Sharpshooters target deer in NJ hunt

January 29, 2008 4:52:43 AM PST

Proponents of the hunt in the South Mountain Reservation say it's necessary to protect the forests from ravenous deer that are destroying the vegetation. But, in the most densely-populated state in the nation, the prospect of sharpshooters in a nature preserve that borders hundreds of homes has some residents worried and animal rights activists angry.

The 10-day hunt is scheduled to take place each Tuesday and Thursday through Feb. 28. At any one time, up to 12 specially trained hunters will be positioned in trees throughout the roughly 3-square-mile preserve, an oasis of woodlands, streams and trails surrounded by a sea of suburban towns.

The hunters are scheduled to work from dawn to 8 or 9 a.m. and again in the late afternoon until dusk. The rules require them to set up a minimum of 450 feet from nearby homes and shoot downward to prevent danger from stray bullets.

"The residents of our county will hear shooting, and there is no reason to panic," said Essex County Executive Joseph N. DiVincenzo Jr.

The goal is to kill 150 deer, which county officials say not only strip the forest but also spread Lyme disease and pose a hazard for drivers.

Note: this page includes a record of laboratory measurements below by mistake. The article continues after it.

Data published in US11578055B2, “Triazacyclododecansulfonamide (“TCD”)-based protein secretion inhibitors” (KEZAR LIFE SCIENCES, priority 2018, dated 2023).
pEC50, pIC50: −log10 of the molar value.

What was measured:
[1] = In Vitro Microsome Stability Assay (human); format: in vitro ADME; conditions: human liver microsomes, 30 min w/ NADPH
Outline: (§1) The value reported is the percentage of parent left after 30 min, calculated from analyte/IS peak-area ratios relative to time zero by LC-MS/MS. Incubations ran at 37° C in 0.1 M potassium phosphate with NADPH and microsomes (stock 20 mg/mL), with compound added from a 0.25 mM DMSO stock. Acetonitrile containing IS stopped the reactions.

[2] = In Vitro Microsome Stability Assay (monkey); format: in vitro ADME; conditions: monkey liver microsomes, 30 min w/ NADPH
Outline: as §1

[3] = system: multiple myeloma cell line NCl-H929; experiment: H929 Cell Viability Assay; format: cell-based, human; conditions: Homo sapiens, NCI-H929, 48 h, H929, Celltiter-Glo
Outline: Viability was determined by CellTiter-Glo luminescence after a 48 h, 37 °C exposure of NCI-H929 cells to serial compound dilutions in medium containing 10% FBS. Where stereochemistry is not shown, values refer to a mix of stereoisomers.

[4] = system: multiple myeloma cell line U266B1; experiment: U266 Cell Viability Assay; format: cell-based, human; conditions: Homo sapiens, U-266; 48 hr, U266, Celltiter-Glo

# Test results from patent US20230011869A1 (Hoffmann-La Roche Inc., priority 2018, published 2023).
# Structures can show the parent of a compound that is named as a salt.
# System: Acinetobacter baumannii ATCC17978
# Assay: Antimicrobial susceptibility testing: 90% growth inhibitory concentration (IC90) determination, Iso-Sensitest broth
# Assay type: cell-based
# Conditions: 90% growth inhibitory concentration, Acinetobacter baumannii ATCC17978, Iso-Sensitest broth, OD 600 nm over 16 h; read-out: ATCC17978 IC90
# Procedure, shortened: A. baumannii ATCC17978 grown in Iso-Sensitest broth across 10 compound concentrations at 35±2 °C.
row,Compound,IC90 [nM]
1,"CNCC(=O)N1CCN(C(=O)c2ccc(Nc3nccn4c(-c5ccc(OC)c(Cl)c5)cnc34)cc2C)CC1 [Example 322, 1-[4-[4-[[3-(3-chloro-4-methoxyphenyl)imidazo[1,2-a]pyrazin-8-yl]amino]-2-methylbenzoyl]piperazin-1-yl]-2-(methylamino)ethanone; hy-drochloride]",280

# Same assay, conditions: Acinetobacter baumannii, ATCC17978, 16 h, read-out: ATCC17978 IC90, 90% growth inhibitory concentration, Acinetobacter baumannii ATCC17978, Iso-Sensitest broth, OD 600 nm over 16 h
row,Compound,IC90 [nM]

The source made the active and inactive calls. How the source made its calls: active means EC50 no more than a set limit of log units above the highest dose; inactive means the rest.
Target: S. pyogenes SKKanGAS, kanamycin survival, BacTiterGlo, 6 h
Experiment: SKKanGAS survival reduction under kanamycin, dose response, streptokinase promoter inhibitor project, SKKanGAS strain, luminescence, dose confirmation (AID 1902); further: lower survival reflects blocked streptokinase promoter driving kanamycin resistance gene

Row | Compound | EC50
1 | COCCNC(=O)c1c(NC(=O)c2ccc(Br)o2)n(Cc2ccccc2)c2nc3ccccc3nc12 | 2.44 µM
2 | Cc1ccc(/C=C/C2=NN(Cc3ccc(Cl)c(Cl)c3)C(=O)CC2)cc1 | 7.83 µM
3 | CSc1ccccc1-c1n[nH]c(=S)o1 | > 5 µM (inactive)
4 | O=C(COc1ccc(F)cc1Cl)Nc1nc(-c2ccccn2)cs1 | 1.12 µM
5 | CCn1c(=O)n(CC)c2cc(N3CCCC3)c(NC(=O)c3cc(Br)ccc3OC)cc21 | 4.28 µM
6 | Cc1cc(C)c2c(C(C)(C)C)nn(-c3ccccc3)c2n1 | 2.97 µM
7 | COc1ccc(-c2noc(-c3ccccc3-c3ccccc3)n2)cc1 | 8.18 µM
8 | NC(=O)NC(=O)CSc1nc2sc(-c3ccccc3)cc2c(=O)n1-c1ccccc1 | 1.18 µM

DiVincenzo said the preserve can sustain about 60 deer, but estimated 300-400 were living in the reservation.

Inside a two-story house near the preserve's eastern border in Maplewood, Cynthia Thompson said she believes there are enough measures in place that the hunt - which she feels is necessary - will be safe.

"We have deer in the front yard, and deer in the back yard," Thompson said. "They are clearly hungry if they come down this far."

But one house down, Ann Leenay, who has three children, said she's terrified that a stray bullet could hurt someone.

"I feel scared and appalled," she said. "I just feel like it's really scary."

The state Department of Environmental Protection and leaders of the four municipalities around the reservation - Maplewood, Millburn, South Orange and West Orange - all signed off on the hunt.

Deer, which can rapidly reproduce, have been an issue in many New Jersey communities and other parts of the country where development has pushed out predators.

Seven municipalities applied for permits to cull deer during the 2007-08 season, under the DEP's Community-Based Deer Management Program, said DEP spokeswoman Darlene Yuhas. Municipalities can have a controlled hunt if they demonstrate that deer are damaging the environment or becoming a hazard.


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